|Jumping in with blind pink river dolphins|
Deep within the Bolivian Amazon, the four of us peered over the sides of our dugout canoe, trying to decide if we should take the leap into the deep brown waters of the Yacuma River. We wanted to swim with river dolphins but the piranha-filled, zero visibility water and the 10-foot long caimans eyeing us from the nearby shore kept us from jumping in. “It’s Okay,” said our guide Wilber, sensing our reticence, “the piranha are too small to hurt you and the caimans are scared of the dolphins.” Our kids weren’t going in unless Mom and Dad went first but we were clearly unsure ourselves. We’d been to a few swimming spots along the river but each time we found a reason not to get in and this would probably be our last opportunity.
Wilber rhythmically banged his open palm on the outside hull of the canoe to attract more dolphins. We had seen their pointy, toothy snouts rise out of the water as they surfaced high enough to expel water from their blow holes. The chance to swim with dolphins in the wild and not in some over-sized Florida swimming pool kept us from backing out. “Well,” said my wife, “We’re either going to do this or were not,” and she jumped in and disappeared into the muddy brown water. My son followed his mother and in a few seconds both were floating and grinning, relieved to not be feeling any nibbles from hungry piranha. The curious dolphins swam circles around them and nudged a basketball to my son. After taking a few photographs of them I jumped in. When I surfaced I was relieved to count the same number of caimans on the opposite river bank. Our daughter was still in the boat. She loves dolphins but she hates swimming in water where she can’t see the bottom. After about five minutes of reassurance and cajoling, she reluctantly eased into the water. While our son threw the basketball for the dolphins to retrieve, my daughter and I hung on the sides of the boat. I felt a nibble around my armpit but did my best to keep this information from her. Just as we were getting confident, there was a splash from a big tail and she screamed “What was that!” and quickly threw her arms around me. One of the dolphins, apparently in a playful mood, had made a big splash with its tail and extinguished her budding confidence. It was as if this river dolphin, with a brain 40% larger than a human’s, sensed her anxiety and was singling her out for teasing.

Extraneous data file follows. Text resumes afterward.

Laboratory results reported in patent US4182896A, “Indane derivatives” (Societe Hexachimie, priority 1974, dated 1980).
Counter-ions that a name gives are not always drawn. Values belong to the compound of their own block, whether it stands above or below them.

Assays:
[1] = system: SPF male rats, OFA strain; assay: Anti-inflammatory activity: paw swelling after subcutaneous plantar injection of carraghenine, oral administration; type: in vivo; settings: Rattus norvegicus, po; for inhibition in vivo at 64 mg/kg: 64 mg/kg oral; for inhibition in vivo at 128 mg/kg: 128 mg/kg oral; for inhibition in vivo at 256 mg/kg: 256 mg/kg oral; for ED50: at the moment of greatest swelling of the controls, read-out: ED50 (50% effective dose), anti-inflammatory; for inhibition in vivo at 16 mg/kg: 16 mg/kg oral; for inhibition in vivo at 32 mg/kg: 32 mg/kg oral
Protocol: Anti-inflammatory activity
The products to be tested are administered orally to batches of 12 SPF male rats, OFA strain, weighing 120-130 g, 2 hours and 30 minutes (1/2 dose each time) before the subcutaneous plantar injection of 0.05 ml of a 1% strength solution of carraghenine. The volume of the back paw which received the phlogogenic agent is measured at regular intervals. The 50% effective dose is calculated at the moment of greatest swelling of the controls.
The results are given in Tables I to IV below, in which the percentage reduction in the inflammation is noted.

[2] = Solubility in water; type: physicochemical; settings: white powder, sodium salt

|Flipper of the Amazon|
Like us, they were faced with adjusting to a new environment here in South America. As they evolved, they gained some things necessary for survival and they lost some things that weren’t essential. They gained long, pointed snouts to reach through branches to find river crabs and they developed unfused vertebrae to allow them to make sharper turns through underwater tree roots. They lost their dorsal fins to make navigating tight spots easier, they lost their eyesight because it was useless in the muddy water and their complexion turned pink due to a lack of sunlight penetrating the dark water.